Art doesn’t have to be sophisticated, realistic, or “good” to have value. Self-expression, in any form, can be healing. In good times and bad, we can always create something. Art is a form of communication — with ourselves and others.
Last year at this time, my Mom was not well. My sister and I were alternating staying overnight with her, and an angel caregiver named Michele was watching over her by day. Anticipation was running high for us all, but it wasn’t the joyful type usually associated with the holidays.
Even if you’ve never heard the term “anticipatory grief,” you’ve probably experienced it. It is the gut-punch of sadness that precedes loss — of a loved one, a job, a relationship, an ailing pet, virtually anything that means a lot to us.
Like all grief, it’s an internal ache that no one sees. And talking about it, especially during the holidays, makes people squirm, smile politely, and scurry back to their merrymaking as quickly as possible.
This reaction is understandable, of course, albeit unfortunate, since lots of our fellow Clark Countians suffer silently through the holidays.
No one wants to be sad, worried, or scared at Christmas. But many people are. We do ourselves and our community a grave disservice if we fail to acknowledge this fact and don’t respond with compassionate action.
If someone you know is suffering, please don’t avoid them. Instead, look them in the eye, ask how they’re doing, and listen to what they say. Let them speak freely, without interrupting to ask questions or finish their sentences. Resist the urge to change the subject, check your phone, or look at your watch. And please, don’t begin any sentence with, “Well, at least…”
If you’re at a loss for words, as are many of us in such situations, a simple “I’m sorry” goes a very long way. If the conversation gets too deep or you fear for the person’s safety/emotional well-being, encourage and help them to seek professional help (see three local resources below). We are fortunate to have these agencies right here in town.
Grief, illness, poverty, and death don’t take off during the holidays, so finding a way to cope is essential. For me, it’s making art and eating chocolate. For you, it’s likely something else. What it is doesn’t matter, as long as it helps.
Just before Thanksgiving 2020, my Mom’s doctors recommended we contact Hospice sooner rather than later. That news was upsetting and unexpected. After we got her settled at home and made the call, I reached for my watercolors, feeling utterly helpless and child-like. Words often fail me, but my paintbrush rarely does.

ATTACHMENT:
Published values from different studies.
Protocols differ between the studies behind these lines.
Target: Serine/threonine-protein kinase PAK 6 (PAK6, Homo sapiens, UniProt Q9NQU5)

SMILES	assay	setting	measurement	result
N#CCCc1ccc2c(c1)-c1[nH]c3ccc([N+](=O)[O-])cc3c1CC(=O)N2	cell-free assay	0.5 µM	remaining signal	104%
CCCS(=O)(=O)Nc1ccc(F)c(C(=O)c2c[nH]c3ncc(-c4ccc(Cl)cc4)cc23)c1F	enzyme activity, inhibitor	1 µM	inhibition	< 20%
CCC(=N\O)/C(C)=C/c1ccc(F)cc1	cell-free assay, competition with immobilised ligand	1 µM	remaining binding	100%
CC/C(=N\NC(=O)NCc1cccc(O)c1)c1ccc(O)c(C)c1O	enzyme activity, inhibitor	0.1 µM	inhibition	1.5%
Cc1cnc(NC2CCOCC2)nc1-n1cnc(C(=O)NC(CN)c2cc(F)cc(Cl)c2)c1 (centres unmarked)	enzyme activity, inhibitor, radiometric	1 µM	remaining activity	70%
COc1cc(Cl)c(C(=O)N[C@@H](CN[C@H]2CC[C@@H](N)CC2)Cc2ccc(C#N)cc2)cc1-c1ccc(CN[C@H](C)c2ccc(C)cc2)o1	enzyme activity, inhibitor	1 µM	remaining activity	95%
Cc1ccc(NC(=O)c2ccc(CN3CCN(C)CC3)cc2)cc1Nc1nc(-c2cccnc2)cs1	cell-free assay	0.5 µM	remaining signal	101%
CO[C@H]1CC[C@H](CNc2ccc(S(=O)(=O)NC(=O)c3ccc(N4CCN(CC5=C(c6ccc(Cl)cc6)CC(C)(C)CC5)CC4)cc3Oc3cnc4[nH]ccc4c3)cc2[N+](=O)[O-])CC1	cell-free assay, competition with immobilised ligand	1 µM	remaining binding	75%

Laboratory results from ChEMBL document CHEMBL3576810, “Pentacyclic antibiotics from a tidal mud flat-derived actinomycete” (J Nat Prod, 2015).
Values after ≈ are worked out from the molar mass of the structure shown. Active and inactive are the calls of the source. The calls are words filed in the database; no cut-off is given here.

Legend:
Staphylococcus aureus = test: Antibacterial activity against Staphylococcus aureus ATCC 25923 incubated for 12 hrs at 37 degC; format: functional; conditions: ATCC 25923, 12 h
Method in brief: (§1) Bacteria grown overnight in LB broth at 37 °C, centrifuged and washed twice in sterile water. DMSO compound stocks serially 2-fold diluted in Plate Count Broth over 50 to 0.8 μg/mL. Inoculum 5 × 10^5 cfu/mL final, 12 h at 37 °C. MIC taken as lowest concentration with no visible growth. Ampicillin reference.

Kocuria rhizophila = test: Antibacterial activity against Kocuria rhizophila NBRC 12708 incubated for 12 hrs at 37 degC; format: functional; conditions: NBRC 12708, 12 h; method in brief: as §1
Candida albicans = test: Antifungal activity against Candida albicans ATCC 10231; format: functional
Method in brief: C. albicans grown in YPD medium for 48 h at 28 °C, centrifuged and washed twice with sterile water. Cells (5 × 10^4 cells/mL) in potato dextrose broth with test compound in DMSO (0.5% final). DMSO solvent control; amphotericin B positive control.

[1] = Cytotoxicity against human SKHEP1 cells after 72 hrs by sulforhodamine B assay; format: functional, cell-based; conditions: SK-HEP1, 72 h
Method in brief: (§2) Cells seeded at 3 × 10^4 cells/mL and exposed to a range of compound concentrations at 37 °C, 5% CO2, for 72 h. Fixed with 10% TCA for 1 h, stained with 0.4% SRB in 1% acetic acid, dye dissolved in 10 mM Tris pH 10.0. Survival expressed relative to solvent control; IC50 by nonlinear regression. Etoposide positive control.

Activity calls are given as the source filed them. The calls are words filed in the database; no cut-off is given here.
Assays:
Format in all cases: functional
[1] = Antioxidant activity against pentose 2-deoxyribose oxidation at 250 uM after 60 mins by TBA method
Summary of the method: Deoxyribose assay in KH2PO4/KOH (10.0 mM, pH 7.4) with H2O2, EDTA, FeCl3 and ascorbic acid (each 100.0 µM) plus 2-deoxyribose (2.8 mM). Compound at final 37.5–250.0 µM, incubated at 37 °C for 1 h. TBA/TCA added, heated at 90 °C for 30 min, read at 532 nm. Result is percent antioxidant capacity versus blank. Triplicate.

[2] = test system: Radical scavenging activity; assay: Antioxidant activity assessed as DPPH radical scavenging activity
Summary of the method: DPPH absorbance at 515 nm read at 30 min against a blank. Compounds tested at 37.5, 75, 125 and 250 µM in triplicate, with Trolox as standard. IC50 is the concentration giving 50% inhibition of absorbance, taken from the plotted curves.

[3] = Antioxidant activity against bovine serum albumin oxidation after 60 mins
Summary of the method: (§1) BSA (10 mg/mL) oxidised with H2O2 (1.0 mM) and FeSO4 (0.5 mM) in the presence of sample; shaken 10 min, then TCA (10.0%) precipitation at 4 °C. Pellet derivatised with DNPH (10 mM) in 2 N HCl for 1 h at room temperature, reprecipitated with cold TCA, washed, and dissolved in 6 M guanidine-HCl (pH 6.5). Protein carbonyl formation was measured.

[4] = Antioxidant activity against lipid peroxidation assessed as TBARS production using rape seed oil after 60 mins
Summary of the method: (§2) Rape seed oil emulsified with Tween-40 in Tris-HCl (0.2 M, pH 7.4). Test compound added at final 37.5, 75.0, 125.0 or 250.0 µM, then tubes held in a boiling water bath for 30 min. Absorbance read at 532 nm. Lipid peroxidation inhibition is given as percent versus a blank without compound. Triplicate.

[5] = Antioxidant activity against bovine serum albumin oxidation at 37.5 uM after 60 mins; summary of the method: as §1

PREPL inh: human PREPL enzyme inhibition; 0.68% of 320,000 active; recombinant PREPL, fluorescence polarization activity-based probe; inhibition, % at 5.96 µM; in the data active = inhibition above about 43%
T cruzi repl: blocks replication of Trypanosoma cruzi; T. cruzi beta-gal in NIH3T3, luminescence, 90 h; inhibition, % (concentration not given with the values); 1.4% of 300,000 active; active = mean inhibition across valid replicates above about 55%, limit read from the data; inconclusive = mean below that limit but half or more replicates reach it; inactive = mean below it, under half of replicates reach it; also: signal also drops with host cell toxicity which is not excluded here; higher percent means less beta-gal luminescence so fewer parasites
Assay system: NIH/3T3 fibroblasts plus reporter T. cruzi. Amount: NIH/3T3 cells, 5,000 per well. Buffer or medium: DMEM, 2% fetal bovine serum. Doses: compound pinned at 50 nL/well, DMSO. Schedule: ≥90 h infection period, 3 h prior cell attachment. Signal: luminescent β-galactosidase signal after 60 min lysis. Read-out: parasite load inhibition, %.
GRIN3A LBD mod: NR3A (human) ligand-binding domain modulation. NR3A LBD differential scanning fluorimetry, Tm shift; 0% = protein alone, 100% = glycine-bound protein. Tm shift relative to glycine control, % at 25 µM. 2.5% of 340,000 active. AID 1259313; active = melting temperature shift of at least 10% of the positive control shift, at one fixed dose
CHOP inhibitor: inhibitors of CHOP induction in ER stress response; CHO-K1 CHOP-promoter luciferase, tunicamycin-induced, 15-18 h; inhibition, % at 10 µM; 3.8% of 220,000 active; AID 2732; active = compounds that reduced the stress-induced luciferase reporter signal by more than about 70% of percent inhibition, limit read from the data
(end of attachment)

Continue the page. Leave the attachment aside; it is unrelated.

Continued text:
Two days after Christmas, she had a small stroke. The day after New Year’s, she had a bigger one. Four days later, she was gone.
So this is my first Christmas without her, and it’s… strange. I’m 63 years old, yet some days I feel more like nine. Yesterday, when I went to the cemetery to put the Christmas wreath on Dad’s grave, for the first time ever, I was putting it on Mom’s grave, too. Christmas will never be the same. And neither will I.
But that’s OK. I’m OK. I’m certainly not the only person who’s lost a loved one this year. Covid-19 alone has claimed over 9,000 Kentuckians, and cases are escalating — again.
But life goes on, and so do the holidays. In the coming weeks, let’s remember that while having a Merry Christmas is a common goal, not everyone will achieve it. Taking time out from the holiday bustle to check in with our neighbors — and ourselves — can help.
We all benefit from slowing down and showing we care. Christmas is coming no matter what, and while the calendar is indifferent, we don’t have to be.
If you or someone you know is having difficulty coping this holiday season, help is available from the following agencies. They all have 24-hour helplines and offices that accept walk-ins during weekday operating hours.
Mountain Comprehensive Care Center
114 S. Maple St.
Walk-in Monday-Friday 8 a.m.-5 p.m.
24-hour helpline: (800) 422‑1060
325 Professional Ave.
Walk-in Monday-Friday 8 a.m.-5 p.m.
24-hour helpline: (800) 928‑8000
407 Shoppers Dr.
24-hour helpline/office number: (859) 744‑9866
Walk-in Monday-Friday 8 a.m.-4:30 p.m.